The SEZ rules have to clearly lay down norms for the development of infrastructural facilities by private developers within the SEZs, in terms of what is permissible and what is not. The role of the SEZ Authority and the Development Commissioner in this regard needs to be categorically defined. Most importantly, the SEZ Rules should contain a Land Use Plan for the giant SEZs. The issue of housing facilities for the workers in the giant SEZs have to be concretely addressed. Wherever residential complexes would be permitted within the SEZs, they should be built not only for the management and the white-collared employees but also for the workers. A situation where lakhs of workers of the SEZ units would be forced to stay outside the SEZ area leading to a proliferation of shantytowns in neighbouring areas should not be allowed to arise.

Review Tax Concessions

The revenue implications of the tax holidays being given under the SEZ Policy have to be seriously considered. According to media reports, internal estimates of the Finance Ministry suggest a revenue loss of Rs 1,75,487 crore against an estimated investment of Rs 3,60,000 crore. While these projected estimates are based upon certain assumptions, the issue cannot be brushed aside by saying that these revenue losses are “notional”, as the Minister for Commerce and Industry has done in the Parliament. In a context where subsidies on food, fuel and fertiliser are being whittled down and the social welfare schemes promised in the NCMP being either underfunded or abandoned by the UPA Government citing resource constraints, the justifiability of the tax largesse to big business under the SEZ Policy needs to be thoroughly debated. Through the Note on Resource Mobilization submitted to the UPA Government-Left Coordination Committee in January this year, the Left parties had suggested that the Government should revisit the tax concessions under the SEZ Policy. Unfortunately, this has not been considered so far.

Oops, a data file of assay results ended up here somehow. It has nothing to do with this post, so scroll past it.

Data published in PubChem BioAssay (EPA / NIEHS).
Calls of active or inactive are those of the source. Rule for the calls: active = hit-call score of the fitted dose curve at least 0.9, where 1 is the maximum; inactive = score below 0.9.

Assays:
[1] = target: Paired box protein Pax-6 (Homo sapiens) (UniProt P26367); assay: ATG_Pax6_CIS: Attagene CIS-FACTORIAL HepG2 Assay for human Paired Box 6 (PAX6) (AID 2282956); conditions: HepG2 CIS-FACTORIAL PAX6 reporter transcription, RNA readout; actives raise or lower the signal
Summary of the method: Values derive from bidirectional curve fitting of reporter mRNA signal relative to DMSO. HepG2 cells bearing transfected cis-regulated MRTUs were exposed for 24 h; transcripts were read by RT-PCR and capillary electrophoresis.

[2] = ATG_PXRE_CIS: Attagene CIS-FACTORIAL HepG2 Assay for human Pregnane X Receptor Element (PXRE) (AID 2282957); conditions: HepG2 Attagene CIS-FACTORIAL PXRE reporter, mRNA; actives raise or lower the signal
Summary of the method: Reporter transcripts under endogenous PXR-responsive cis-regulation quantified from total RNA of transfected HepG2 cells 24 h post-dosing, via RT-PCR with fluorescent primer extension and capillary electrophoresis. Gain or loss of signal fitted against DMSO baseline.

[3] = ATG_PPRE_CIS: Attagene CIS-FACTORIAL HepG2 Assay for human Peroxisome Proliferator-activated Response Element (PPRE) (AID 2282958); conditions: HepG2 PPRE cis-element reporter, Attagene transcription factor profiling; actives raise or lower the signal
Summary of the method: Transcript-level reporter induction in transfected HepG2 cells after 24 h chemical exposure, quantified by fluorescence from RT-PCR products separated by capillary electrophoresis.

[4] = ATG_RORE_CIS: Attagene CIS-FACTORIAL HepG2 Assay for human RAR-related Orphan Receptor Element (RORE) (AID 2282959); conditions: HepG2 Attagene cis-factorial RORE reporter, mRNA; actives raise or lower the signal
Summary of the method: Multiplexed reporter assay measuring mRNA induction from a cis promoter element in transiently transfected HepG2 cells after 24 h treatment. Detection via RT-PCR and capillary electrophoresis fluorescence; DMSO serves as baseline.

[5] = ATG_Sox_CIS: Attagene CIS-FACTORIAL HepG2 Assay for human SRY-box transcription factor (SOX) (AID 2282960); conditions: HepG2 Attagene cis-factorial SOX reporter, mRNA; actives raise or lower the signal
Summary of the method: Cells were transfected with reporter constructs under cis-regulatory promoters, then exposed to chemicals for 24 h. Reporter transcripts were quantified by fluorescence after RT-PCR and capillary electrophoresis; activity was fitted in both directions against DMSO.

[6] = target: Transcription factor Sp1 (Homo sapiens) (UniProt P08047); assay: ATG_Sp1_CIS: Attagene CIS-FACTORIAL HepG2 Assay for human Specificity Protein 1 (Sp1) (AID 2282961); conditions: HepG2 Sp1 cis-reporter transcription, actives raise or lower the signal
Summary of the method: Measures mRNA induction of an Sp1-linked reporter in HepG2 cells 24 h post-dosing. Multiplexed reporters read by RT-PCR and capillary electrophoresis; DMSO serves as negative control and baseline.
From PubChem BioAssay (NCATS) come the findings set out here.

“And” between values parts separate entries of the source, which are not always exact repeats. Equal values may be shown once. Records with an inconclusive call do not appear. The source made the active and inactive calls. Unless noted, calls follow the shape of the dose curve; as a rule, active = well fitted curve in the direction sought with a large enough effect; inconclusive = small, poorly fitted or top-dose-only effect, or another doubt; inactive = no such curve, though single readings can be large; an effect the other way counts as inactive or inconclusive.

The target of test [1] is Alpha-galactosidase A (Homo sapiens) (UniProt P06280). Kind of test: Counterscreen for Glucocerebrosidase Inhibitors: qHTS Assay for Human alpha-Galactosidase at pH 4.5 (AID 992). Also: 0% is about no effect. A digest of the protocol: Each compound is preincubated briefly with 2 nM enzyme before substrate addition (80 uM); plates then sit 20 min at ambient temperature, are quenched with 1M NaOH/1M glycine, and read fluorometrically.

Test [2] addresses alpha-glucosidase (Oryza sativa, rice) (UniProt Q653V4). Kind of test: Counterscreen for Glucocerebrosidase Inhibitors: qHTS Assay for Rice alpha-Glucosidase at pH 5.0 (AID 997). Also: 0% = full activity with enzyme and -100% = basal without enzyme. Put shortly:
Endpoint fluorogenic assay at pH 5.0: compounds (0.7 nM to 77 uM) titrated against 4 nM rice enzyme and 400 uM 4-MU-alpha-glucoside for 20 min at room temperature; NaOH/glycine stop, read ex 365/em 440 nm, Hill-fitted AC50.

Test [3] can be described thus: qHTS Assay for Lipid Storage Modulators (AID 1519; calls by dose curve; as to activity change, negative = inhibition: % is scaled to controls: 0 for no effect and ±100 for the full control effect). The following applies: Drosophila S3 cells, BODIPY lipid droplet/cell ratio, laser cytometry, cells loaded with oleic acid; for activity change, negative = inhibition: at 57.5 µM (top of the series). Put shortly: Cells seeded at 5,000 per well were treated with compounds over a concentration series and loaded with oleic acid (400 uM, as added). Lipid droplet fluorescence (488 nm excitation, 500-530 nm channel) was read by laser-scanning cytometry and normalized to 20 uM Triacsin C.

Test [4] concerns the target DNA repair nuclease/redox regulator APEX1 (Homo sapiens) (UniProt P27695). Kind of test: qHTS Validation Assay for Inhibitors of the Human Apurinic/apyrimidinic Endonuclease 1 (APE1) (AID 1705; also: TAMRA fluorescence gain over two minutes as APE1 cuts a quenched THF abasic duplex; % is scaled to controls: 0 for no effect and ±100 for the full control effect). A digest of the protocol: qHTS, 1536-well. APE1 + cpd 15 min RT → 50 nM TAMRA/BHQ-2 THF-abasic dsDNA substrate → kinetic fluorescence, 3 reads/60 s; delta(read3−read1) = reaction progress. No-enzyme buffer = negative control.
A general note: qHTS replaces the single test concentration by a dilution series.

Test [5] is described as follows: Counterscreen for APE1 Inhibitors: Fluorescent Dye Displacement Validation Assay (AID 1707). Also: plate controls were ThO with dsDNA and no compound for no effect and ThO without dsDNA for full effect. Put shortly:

Given the concerns expressed from different quarters with regard to revenue loss, tax concessions in some areas in Chapter VI of the SEZ Act, under the “Special Fiscal Provisions for Special Economic Zones” need to be reconsidered by the Government:

(a) While customs and excise duty exemptions for units within the SEZs can be understood as measures to ensure price competitiveness of exports, the case for providing 100% exemption from income tax on profits for the first 5 years and 50% for the next 5 years by modifying the Income Tax Act, as has been provided in the Second Schedule of the SEZ Act, does not seem to be persuasive. Such fiscal incentives for new units, if it is to be given at all, should not be for more than 2 years, as was done in the case of Chinese SEZs. Income tax concessions for a period longer than 2 years should only be provided for the reinvested portion of profits, and that too only for a maximum of five years.

(b) Chapter VI of the SEZ Act provides for similar exemptions, drawbacks and concessions for the entrepreneurs setting up units within the SEZ and the developers of the SEZ. Thus private developers will be able to derive tax benefits without contributing to exports. The positive net foreign exchange earning requirement, specified in Chapter VI of the SEZ rules, is only valid for units within the SEZs and not the developers. Therefore the developers and the entrepreneurs should not be treated on par as far as tax exemptions and concessions are concerned. Fiscal incentives for developers, if they have to be provided at all, should be separately specified and should be considerably lesser than the ones provided for the entrepreneurs for income tax as well as customs and excise duties.

(c) Exemption from Service Tax has been granted to the developers in a Special Economic Zone in the SEZ Act. Moreover, units in the International Financial Services Centre and Offshore Banking Units have been given income tax exemptions equivalent to those of other units in the SEZs. Securities transactions entered into by non-residents through the International Financial Services Centre under a SEZ have also been exempted from the Securities Transaction Tax. These policies will simply encourage investors, including in financial services, to move from other locations in India to SEZ areas, with no benefit to the economy and substantial revenue loss. These exemptions, which are unrelated to exports, should not be granted.